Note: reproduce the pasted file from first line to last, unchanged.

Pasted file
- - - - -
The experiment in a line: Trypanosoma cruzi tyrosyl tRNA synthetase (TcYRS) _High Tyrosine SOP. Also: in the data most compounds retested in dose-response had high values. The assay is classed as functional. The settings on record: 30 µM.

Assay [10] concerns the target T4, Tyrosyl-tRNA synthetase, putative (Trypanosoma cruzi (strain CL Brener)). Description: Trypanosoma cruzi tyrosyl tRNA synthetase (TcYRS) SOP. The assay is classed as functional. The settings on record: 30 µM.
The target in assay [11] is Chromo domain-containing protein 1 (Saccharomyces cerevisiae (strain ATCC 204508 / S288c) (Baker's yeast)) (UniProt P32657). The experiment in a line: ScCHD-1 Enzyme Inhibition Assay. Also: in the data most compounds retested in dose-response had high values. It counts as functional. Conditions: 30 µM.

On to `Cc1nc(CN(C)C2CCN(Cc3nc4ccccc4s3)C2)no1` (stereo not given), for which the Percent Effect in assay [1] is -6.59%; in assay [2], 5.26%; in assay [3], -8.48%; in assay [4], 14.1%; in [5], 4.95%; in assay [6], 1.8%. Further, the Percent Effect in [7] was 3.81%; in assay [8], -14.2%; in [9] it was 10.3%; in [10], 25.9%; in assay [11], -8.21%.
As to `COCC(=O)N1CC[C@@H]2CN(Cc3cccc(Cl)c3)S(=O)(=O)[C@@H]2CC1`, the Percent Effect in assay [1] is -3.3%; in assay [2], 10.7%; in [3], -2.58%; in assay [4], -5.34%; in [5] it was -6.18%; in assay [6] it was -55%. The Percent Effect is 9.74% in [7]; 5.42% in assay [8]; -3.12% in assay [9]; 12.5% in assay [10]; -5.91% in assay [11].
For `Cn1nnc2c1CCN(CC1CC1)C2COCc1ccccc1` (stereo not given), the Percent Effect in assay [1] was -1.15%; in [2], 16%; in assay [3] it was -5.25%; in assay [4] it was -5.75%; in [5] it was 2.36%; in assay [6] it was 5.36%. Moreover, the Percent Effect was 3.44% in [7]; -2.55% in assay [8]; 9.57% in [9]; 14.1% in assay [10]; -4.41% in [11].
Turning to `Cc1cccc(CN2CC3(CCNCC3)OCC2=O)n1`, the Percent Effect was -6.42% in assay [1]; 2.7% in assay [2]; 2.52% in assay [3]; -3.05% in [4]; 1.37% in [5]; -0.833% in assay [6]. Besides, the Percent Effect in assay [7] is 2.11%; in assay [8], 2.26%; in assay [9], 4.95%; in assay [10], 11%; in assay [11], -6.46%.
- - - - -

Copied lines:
The experiment in a line: Trypanosoma cruzi tyrosyl tRNA synthetase (TcYRS) _High Tyrosine SOP. Also: in the data most compounds retested in dose-response had high values. The assay is classed as functional. The settings on record: 30 µM.

Assay [10] concerns the target T4, Tyrosyl-tRNA synthetase, putative (Trypanosoma cruzi (strain CL Brener)). Description: Trypanosoma cruzi tyrosyl tRNA synthetase (TcYRS) SOP. The assay is classed as functional. The settings on record: 30 µM.
The target in assay [11] is Chromo domain-containing protein 1 (Saccharomyces cerevisiae (strain ATCC 204508 / S288c) (Baker's yeast)) (UniProt P32657). The experiment in a line: ScCHD-1 Enzyme Inhibition Assay. Also: in the data most compounds retested in dose-response had high values. It counts as functional. Conditions: 30 µM.

On to `Cc1nc(CN(C)C2CCN(Cc3nc4ccccc4s3)C2)no1` (stereo not given), for which the Percent Effect in assay [1] is -6.59%; in assay [2], 5.26%; in assay [3], -8.48%; in assay [4], 14.1%; in [5], 4.95%; in assay [6], 1.8%. Further, the Percent Effect in [7] was 3.81%; in assay [8], -14.2%; in [9] it was 10.3%; in [10], 25.9%; in assay [11], -8.21%.
As to `COCC(=O)N1CC[C@@H]2CN(Cc3cccc(Cl)c3)S(=O)(=O)[C@@H]2CC1`, the Percent Effect in assay [1] is -3.3%; in assay [2], 10.7%; in [3], -2.58%; in assay [4], -5.34%; in [5] it was -6.18%; in assay [6] it was -55%. The Percent Effect is 9.74% in [7]; 5.42% in assay [8]; -3.12% in assay [9]; 12.5% in assay [10]; -5.91% in assay [11].
For `Cn1nnc2c1CCN(CC1CC1)C2COCc1ccccc1` (stereo not given), the Percent Effect in assay [1] was -1.15%; in [2], 16%; in assay [3] it was -5.25%; in assay [4] it was -5.75%; in [5] it was 2.36%; in assay [6] it was 5.36%. Moreover, the Percent Effect was 3.44% in [7]; -2.55% in assay [8]; 9.57% in [9]; 14.1% in assay [10]; -4.41% in [11].
Turning to `Cc1cccc(CN2CC3(CCNCC3)OCC2=O)n1`, the Percent Effect was -6.42% in assay [1]; 2.7% in assay [2]; 2.52% in assay [3]; -3.05% in [4]; 1.37% in [5]; -0.833% in assay [6]. Besides, the Percent Effect in assay [7] is 2.11%; in assay [8], 2.26%; in assay [9], 4.95%; in assay [10], 11%; in assay [11], -6.46%.